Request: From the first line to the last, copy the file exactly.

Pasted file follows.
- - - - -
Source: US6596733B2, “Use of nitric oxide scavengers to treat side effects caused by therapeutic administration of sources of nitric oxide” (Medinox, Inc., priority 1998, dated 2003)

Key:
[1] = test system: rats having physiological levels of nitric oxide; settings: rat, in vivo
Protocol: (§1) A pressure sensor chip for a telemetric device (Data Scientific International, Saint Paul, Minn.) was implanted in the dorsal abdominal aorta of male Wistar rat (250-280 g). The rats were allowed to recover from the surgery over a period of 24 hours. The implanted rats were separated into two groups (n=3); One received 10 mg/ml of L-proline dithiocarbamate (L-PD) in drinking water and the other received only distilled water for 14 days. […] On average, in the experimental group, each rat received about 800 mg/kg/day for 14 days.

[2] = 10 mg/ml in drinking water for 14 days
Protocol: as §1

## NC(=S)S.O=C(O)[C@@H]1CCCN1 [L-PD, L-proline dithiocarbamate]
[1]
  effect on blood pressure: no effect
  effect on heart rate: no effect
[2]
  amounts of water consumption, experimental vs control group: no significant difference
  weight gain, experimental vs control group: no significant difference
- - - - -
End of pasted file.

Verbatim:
Source: US6596733B2, “Use of nitric oxide scavengers to treat side effects caused by therapeutic administration of sources of nitric oxide” (Medinox, Inc., priority 1998, dated 2003)

Key:
[1] = test system: rats having physiological levels of nitric oxide; settings: rat, in vivo
Protocol: (§1) A pressure sensor chip for a telemetric device (Data Scientific International, Saint Paul, Minn.) was implanted in the dorsal abdominal aorta of male Wistar rat (250-280 g). The rats were allowed to recover from the surgery over a period of 24 hours. The implanted rats were separated into two groups (n=3); One received 10 mg/ml of L-proline dithiocarbamate (L-PD) in drinking water and the other received only distilled water for 14 days. […] On average, in the experimental group, each rat received about 800 mg/kg/day for 14 days.

[2] = 10 mg/ml in drinking water for 14 days
Protocol: as §1

## NC(=S)S.O=C(O)[C@@H]1CCCN1 [L-PD, L-proline dithiocarbamate]
[1]
  effect on blood pressure: no effect
  effect on heart rate: no effect
[2]
  amounts of water consumption, experimental vs control group: no significant difference
  weight gain, experimental vs control group: no significant difference